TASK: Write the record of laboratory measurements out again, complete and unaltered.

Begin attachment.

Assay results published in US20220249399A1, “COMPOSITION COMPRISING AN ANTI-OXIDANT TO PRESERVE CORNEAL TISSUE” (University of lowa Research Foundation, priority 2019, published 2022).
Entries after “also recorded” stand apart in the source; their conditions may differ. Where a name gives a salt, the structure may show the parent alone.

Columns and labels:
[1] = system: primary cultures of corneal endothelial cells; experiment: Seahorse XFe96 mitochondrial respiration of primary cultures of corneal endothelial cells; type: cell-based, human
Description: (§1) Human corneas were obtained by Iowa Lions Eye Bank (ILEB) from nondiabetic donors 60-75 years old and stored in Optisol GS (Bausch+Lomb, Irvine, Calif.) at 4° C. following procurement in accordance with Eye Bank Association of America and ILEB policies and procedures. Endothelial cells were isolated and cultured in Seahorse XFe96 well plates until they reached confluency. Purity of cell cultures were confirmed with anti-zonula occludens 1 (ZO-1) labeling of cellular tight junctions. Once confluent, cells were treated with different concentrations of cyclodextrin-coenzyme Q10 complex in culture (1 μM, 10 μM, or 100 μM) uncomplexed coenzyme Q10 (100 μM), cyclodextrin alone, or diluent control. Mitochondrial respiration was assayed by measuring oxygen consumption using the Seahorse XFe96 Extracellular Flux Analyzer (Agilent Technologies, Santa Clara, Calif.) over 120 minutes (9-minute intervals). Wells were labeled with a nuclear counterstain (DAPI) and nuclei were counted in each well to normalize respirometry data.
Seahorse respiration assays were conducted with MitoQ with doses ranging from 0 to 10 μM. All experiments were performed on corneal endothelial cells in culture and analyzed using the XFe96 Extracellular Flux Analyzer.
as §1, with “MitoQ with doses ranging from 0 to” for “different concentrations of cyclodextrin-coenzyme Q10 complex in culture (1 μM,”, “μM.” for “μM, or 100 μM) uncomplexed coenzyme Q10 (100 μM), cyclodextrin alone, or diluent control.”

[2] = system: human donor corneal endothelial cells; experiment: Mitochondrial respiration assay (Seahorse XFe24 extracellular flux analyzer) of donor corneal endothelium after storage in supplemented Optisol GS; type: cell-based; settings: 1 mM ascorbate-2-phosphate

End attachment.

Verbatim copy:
Assay results published in US20220249399A1, “COMPOSITION COMPRISING AN ANTI-OXIDANT TO PRESERVE CORNEAL TISSUE” (University of lowa Research Foundation, priority 2019, published 2022).
Entries after “also recorded” stand apart in the source; their conditions may differ. Where a name gives a salt, the structure may show the parent alone.

Columns and labels:
[1] = system: primary cultures of corneal endothelial cells; experiment: Seahorse XFe96 mitochondrial respiration of primary cultures of corneal endothelial cells; type: cell-based, human
Description: (§1) Human corneas were obtained by Iowa Lions Eye Bank (ILEB) from nondiabetic donors 60-75 years old and stored in Optisol GS (Bausch+Lomb, Irvine, Calif.) at 4° C. following procurement in accordance with Eye Bank Association of America and ILEB policies and procedures. Endothelial cells were isolated and cultured in Seahorse XFe96 well plates until they reached confluency. Purity of cell cultures were confirmed with anti-zonula occludens 1 (ZO-1) labeling of cellular tight junctions. Once confluent, cells were treated with different concentrations of cyclodextrin-coenzyme Q10 complex in culture (1 μM, 10 μM, or 100 μM) uncomplexed coenzyme Q10 (100 μM), cyclodextrin alone, or diluent control. Mitochondrial respiration was assayed by measuring oxygen consumption using the Seahorse XFe96 Extracellular Flux Analyzer (Agilent Technologies, Santa Clara, Calif.) over 120 minutes (9-minute intervals). Wells were labeled with a nuclear counterstain (DAPI) and nuclei were counted in each well to normalize respirometry data.
Seahorse respiration assays were conducted with MitoQ with doses ranging from 0 to 10 μM. All experiments were performed on corneal endothelial cells in culture and analyzed using the XFe96 Extracellular Flux Analyzer.
as §1, with “MitoQ with doses ranging from 0 to” for “different concentrations of cyclodextrin-coenzyme Q10 complex in culture (1 μM,”, “μM.” for “μM, or 100 μM) uncomplexed coenzyme Q10 (100 μM), cyclodextrin alone, or diluent control.”

[2] = system: human donor corneal endothelial cells; experiment: Mitochondrial respiration assay (Seahorse XFe24 extracellular flux analyzer) of donor corneal endothelium after storage in supplemented Optisol GS; type: cell-based; settings: 1 mM ascorbate-2-phosphate